Pawpaws are native trees in this area, often growing in patches as understory trees. We have searched our entire farm, but have yet to find any pawpaw trees growing in our woods. We have planted three pawpaws seedlings, along with the five seeds that I saved from our one brown, squishy specimen.  We will just have to wait for them to produce pawpaws. The wait might be long, but it will be so worth it. Just like the song says, we'll head down to the pawpaw patch and pick up pawpaws and put 'em in a basket.

Then we'll eat them when they are perfectly ripe.

Thursday, November 28, 2013

Grateful, continued

For this morning's sunrise...

For good kitchen help...

For Maggie and Nate coming home and spending the night (and fixing breakfast this morning)...

For Grandmommy's china and Mimi silver goblets...

For just a bit of healthy kale salad to counterbalance three kinds of dressing, two kinds of potatoes, and multiple desserts...

For the MacLean boys napping on the couch and Ed watching football...

While Mary and I took at post-feast walk...

And then coming home to a Skype call with Jack in China...

For all these things and a million more, I am grateful.

Monday, November 25, 2013

Brenda's Country Cafe: Open for Business

We've lived in Shelby County for almost three years and made the trip down Todd's Point Road and into Simpsonville at least a hundred times. On the right, just over the railroad tracks, is an old grocery store building, with no current sign on it, but a OPEN neon sign hanging in the window. Usually a couple of pickup trucks are parked out front. We've often wondered what was going on behind the dark windows, one of which has a bullet hole through it.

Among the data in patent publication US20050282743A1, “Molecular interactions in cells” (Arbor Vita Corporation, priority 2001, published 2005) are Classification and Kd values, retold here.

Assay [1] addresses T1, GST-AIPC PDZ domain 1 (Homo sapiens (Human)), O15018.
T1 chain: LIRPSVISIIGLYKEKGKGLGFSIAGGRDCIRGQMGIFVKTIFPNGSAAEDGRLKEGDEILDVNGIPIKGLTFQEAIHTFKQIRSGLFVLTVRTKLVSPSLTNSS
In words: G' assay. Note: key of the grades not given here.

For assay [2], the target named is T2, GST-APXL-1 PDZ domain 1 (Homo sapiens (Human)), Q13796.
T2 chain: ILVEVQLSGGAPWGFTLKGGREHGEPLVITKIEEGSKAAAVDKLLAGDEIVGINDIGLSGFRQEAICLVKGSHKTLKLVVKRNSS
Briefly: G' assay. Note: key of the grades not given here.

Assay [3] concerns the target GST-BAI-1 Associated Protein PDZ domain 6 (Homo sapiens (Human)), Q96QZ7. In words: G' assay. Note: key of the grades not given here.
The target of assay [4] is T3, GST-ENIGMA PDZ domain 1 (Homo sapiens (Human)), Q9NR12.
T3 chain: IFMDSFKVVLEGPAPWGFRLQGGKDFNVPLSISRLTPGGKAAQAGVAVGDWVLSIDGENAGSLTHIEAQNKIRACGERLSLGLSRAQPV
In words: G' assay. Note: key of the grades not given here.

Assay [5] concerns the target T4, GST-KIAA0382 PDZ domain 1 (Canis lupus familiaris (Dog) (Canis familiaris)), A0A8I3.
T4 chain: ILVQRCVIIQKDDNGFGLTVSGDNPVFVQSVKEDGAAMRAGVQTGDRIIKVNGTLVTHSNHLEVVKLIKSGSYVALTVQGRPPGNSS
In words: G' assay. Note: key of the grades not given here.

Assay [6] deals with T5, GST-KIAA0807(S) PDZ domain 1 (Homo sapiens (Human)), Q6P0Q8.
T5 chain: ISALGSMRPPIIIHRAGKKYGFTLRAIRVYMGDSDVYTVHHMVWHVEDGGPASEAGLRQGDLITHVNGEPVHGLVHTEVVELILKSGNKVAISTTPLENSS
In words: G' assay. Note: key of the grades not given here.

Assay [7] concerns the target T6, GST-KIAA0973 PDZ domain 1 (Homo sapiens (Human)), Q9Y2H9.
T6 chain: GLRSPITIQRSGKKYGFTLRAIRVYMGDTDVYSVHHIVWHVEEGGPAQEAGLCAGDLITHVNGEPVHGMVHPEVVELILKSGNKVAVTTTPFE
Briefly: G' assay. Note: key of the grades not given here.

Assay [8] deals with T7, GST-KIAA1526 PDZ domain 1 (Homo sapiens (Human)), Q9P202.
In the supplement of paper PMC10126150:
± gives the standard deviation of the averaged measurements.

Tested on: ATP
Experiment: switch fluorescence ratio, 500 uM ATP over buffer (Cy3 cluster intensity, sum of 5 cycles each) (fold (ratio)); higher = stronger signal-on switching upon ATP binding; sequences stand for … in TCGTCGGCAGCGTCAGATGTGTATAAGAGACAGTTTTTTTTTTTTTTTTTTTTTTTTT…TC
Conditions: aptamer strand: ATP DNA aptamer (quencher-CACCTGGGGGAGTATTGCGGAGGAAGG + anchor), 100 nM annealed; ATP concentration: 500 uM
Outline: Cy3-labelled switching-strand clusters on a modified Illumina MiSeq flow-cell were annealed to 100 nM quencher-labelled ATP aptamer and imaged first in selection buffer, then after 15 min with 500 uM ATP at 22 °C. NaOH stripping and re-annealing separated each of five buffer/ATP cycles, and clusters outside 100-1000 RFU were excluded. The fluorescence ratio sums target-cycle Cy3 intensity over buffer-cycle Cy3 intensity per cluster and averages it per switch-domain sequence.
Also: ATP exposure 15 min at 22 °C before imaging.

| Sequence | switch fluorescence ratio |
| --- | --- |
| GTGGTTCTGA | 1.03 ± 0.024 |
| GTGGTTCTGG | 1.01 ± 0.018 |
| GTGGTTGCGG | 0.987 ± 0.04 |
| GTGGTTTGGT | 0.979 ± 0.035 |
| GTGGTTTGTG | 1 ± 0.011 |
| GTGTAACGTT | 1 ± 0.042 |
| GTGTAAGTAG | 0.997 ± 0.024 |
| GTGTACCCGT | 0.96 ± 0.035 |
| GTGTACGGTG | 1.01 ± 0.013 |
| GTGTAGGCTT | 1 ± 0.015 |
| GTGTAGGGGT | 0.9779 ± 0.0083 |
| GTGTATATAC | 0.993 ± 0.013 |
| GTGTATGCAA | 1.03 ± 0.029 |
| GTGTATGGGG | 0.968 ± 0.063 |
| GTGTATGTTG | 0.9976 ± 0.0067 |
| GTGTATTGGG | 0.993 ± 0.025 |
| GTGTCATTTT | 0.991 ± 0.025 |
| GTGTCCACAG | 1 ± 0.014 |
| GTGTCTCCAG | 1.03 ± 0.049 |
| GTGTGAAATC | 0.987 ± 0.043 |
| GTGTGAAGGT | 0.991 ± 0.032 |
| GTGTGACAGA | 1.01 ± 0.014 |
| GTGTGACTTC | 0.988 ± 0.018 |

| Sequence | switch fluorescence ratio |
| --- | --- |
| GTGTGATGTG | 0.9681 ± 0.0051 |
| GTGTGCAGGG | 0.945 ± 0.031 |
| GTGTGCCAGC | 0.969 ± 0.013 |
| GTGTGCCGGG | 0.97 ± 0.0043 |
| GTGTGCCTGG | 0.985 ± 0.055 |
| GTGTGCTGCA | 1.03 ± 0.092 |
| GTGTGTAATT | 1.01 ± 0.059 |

A month or so ago we made a trip into Cottrell Farm Equipment, our favorite Simpsonville shop. While waiting for Renee Cottrell to figure out what was currently wrong with our chainsaw, we asked about the mysterious building. Renee's brother-in-law Bobby said that Brenda was behind the window, and she was cooking up a storm and feeding anyone who ventured in for breakfast or lunch. Two weeks later, Ed and I ventured in, and we returned again today.

I'm not sure I can adequately explain what goes on behind those windows. It's not really about the food, but rather the whole experience. First, there is the place: a big open room lined with shelves that are filled with knickknacks. At first I thought they were for sale, but now I'm not so sure.

Six or eight tables with red checkered plastic cloths and mismatched chairs are scattered around, most with various sections of newspapers on them. A wood burning fire is going. Usually an old man or two are sitting at one of the tables or in the vinyl easy chair by the wood stove. Perhaps they ate earlier in the day, but now they just sit or sometimes play Rook.

In the back corner there is a steam-table, a grill, and Brenda. She greets everyone as they come in and explains that you can have a hamburger and fries or her daily special. That's it. You don't like it, leave. Both times we have eaten there, the daily special has been pork loin. Today it was served on a bun and came with canned peas and macaroni. There's chocolate cake with chocolate icing for dessert. Whipped cream from a can is optional.